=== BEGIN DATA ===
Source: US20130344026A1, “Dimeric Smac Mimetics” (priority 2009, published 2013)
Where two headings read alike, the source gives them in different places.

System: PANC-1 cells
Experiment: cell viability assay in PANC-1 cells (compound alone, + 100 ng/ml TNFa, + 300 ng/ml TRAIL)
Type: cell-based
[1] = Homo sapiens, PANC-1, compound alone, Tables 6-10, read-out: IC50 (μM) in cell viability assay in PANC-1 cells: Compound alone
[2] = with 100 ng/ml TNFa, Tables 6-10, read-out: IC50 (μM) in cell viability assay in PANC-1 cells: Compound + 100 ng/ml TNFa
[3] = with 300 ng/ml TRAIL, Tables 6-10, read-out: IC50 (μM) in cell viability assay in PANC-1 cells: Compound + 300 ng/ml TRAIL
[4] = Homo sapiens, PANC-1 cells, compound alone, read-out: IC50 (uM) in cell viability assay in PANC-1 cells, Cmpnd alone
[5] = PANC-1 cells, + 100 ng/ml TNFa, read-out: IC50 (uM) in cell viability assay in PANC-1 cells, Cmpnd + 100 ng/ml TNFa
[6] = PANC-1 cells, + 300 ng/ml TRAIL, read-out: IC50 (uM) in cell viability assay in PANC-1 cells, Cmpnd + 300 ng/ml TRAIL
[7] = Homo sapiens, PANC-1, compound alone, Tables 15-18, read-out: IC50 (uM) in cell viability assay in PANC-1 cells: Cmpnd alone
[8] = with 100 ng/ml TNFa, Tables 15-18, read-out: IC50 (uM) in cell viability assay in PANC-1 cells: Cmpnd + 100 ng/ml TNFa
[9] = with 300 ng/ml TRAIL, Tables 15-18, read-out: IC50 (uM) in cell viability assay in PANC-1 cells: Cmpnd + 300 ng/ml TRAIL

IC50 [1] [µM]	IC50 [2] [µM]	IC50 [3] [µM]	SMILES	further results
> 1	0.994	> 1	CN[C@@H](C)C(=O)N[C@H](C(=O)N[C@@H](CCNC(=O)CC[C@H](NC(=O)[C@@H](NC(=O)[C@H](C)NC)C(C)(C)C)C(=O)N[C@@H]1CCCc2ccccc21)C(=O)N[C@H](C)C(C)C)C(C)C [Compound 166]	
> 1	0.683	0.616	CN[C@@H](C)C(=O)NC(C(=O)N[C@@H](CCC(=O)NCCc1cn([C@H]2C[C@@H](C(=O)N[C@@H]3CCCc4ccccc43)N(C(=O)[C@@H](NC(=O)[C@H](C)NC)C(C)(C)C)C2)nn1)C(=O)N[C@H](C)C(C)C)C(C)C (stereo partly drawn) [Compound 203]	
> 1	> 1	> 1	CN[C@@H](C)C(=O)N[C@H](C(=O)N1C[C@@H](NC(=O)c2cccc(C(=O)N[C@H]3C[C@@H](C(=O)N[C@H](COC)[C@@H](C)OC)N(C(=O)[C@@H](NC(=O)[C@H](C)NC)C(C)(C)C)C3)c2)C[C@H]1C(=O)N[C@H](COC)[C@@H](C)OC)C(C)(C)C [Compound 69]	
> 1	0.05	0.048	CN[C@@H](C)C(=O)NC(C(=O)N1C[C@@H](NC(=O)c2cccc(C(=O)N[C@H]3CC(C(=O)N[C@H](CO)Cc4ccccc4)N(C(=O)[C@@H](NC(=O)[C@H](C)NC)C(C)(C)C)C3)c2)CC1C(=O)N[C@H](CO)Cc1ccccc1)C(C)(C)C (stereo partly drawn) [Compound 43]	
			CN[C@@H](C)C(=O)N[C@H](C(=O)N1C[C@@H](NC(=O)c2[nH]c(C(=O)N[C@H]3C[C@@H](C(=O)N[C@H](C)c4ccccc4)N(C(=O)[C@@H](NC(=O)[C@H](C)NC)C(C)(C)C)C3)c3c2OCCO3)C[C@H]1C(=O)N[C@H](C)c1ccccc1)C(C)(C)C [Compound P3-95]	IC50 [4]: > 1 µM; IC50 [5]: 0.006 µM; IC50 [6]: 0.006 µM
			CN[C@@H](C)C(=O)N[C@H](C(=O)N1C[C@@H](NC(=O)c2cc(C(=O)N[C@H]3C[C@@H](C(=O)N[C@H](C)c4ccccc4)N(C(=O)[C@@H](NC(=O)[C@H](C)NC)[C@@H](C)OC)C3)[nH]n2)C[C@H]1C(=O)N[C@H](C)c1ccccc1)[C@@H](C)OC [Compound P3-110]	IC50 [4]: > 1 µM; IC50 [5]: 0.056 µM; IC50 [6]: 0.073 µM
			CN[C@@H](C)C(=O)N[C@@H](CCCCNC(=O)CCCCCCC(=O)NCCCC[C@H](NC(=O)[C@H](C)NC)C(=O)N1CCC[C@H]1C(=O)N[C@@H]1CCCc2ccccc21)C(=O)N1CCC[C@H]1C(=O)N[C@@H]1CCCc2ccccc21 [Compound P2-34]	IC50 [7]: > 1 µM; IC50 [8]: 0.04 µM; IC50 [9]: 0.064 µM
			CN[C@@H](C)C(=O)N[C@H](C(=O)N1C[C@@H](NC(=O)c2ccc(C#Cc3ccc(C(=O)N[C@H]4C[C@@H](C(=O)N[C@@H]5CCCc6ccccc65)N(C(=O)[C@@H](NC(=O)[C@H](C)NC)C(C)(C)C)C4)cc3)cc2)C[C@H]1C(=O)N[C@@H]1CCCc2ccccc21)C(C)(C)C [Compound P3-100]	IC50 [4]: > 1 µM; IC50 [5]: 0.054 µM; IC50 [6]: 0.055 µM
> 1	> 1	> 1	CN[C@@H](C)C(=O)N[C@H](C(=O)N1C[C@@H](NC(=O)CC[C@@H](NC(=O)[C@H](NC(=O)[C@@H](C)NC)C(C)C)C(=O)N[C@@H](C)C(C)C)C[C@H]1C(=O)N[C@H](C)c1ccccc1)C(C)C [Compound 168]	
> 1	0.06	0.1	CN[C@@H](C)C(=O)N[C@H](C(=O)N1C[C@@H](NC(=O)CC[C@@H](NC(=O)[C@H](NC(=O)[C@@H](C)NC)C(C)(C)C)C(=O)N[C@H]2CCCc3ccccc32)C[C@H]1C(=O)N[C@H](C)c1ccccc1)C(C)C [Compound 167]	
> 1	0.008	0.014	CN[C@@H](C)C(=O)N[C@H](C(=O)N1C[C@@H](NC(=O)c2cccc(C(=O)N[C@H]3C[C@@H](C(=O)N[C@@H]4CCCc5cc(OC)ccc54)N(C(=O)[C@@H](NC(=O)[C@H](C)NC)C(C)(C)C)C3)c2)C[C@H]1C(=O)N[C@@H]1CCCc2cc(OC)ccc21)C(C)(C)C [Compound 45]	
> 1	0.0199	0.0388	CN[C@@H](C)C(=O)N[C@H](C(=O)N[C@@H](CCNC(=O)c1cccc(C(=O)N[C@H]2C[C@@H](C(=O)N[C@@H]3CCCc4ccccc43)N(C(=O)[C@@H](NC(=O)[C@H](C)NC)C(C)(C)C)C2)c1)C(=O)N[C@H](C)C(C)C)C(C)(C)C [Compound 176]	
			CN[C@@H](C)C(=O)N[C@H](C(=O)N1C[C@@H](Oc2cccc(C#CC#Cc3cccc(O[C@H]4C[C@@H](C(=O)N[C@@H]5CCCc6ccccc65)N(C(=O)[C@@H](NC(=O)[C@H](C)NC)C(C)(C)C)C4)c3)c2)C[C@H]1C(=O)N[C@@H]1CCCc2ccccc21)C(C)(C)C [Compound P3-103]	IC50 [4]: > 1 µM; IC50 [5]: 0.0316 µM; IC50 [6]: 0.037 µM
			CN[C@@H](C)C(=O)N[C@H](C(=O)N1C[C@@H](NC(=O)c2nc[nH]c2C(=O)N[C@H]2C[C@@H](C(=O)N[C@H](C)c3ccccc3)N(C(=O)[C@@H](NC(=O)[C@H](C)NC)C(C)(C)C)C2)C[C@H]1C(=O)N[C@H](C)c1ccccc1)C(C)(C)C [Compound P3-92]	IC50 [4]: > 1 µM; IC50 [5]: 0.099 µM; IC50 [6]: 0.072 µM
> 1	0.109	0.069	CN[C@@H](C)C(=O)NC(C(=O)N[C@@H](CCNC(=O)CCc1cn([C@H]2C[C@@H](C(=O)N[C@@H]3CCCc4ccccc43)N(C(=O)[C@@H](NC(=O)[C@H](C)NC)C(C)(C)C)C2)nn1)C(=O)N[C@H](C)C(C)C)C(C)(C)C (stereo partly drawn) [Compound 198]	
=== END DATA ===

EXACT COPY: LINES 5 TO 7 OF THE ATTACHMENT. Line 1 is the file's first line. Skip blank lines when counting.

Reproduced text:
Type: cell-based
[1] = Homo sapiens, PANC-1, compound alone, Tables 6-10, read-out: IC50 (μM) in cell viability assay in PANC-1 cells: Compound alone
[2] = with 100 ng/ml TNFa, Tables 6-10, read-out: IC50 (μM) in cell viability assay in PANC-1 cells: Compound + 100 ng/ml TNFa